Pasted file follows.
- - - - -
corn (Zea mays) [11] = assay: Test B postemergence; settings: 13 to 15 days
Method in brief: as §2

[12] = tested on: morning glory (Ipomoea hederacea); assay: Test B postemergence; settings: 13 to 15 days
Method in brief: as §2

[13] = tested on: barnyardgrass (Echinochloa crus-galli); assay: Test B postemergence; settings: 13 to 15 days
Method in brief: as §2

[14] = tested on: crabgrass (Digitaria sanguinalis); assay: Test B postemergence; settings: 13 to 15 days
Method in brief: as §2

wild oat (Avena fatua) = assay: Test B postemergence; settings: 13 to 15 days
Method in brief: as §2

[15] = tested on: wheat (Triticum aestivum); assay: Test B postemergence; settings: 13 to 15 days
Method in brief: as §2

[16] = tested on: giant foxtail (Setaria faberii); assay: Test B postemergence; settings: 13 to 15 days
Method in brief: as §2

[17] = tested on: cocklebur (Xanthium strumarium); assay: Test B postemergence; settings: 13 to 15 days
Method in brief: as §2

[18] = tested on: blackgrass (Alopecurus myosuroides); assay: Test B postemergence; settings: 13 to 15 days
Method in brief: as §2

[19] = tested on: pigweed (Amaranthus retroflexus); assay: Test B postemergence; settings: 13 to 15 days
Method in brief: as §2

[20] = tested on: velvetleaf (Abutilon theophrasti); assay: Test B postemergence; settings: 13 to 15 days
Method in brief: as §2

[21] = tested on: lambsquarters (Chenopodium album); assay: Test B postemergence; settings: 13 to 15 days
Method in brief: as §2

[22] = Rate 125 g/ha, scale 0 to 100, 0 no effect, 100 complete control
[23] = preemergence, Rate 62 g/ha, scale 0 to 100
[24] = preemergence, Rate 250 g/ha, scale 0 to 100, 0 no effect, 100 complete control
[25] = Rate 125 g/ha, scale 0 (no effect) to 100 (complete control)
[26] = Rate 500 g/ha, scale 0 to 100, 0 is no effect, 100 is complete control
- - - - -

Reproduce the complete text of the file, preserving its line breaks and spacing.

corn (Zea mays) [11] = assay: Test B postemergence; settings: 13 to 15 days
Method in brief: as §2

[12] = tested on: morning glory (Ipomoea hederacea); assay: Test B postemergence; settings: 13 to 15 days
Method in brief: as §2

[13] = tested on: barnyardgrass (Echinochloa crus-galli); assay: Test B postemergence; settings: 13 to 15 days
Method in brief: as §2

[14] = tested on: crabgrass (Digitaria sanguinalis); assay: Test B postemergence; settings: 13 to 15 days
Method in brief: as §2

wild oat (Avena fatua) = assay: Test B postemergence; settings: 13 to 15 days
Method in brief: as §2

[15] = tested on: wheat (Triticum aestivum); assay: Test B postemergence; settings: 13 to 15 days
Method in brief: as §2

[16] = tested on: giant foxtail (Setaria faberii); assay: Test B postemergence; settings: 13 to 15 days
Method in brief: as §2

[17] = tested on: cocklebur (Xanthium strumarium); assay: Test B postemergence; settings: 13 to 15 days
Method in brief: as §2

[18] = tested on: blackgrass (Alopecurus myosuroides); assay: Test B postemergence; settings: 13 to 15 days
Method in brief: as §2

[19] = tested on: pigweed (Amaranthus retroflexus); assay: Test B postemergence; settings: 13 to 15 days
Method in brief: as §2

[20] = tested on: velvetleaf (Abutilon theophrasti); assay: Test B postemergence; settings: 13 to 15 days
Method in brief: as §2

[21] = tested on: lambsquarters (Chenopodium album); assay: Test B postemergence; settings: 13 to 15 days
Method in brief: as §2

[22] = Rate 125 g/ha, scale 0 to 100, 0 no effect, 100 complete control
[23] = preemergence, Rate 62 g/ha, scale 0 to 100
[24] = preemergence, Rate 250 g/ha, scale 0 to 100, 0 no effect, 100 complete control
[25] = Rate 125 g/ha, scale 0 (no effect) to 100 (complete control)
[26] = Rate 500 g/ha, scale 0 to 100, 0 is no effect, 100 is complete control